Typography - My Brief Definition

Typography is the art of generating letters and arranging them in ways that portray messages to the audience. When it comes to typography, artists can manipulate the font (typefaces), the point size, the line length (and the number of lines used), line spacing and letter spacing (tracking) to create text on a media text such as a film or a TV programme.
Anyone who creates type in a media text is called a typesetter and there are several jobs in the arts industry who fall under this category: graphic/visual designers, comic book artists (such as the artist who created the title and tag-line in this Spider-Man comic cover) and graffiti artists are just a few examples.

These are some examples of Asian-themed
A media text's typography also expresses emotion and helps the company or editor of that text to categorise themselves into genres. Genres can be distinguished through using codes and conventions of that genre to manipulate the way the writing appears to the audience. For example, an editor of a young girl's magazine may use an informal, fluent font (like this) in a feminine colour such as pink or purple to create a bright, girly atmosphere. Another example would be when a historical TV documentary would use an old-fashioned, plain-coloured typeface (such as this) to appeal to a more mature audience. Typography can also be influenced by elements of a media text, e.g.; location and nationalities, period or era of text's setting and themes like war and super-heroes.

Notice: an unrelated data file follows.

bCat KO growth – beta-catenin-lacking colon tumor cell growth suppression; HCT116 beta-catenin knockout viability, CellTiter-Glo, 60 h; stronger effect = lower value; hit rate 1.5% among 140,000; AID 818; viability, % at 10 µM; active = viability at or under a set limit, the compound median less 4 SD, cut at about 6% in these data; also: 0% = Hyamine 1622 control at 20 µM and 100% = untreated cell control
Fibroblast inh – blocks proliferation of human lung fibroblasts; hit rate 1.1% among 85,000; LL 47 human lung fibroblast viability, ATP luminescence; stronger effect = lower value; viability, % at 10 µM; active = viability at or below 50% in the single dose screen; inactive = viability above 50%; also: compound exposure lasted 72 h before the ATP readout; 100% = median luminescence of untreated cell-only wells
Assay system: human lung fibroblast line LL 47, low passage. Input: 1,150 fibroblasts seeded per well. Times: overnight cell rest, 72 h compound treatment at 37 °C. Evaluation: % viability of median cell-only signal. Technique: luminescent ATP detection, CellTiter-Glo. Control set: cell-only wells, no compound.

Before the global digitalization, typography was a specialised occupation and was an art form. Nowadays, anyone is able to use it. Microsoft's programs allow people of even basic computer skills to use WordArt to create titles and add emphasis to particular words in Word documents and Powerpoint presentations. The Digital Age introduced a new generation of graphic designers and truly revolutionised the media industry.
The earliest forms of typography can be traced back to Ancient Greece when dies were used to make seals and coins. In the 11th Century, China created typography for movable texts (i.e.; TV programmes, films, adverts, etc).

Every piece of typography follows these four rules:
Repetition - being able to easily reproduce the same typeface.
Contrast - the difference in colour between the typeface and image so that an audience can easily distinguish it.
Proximity - the size of the typeface and how distinguishable it is for an audience.
Alignment - how a type flow is set on a page or a column (sometimes called justification)

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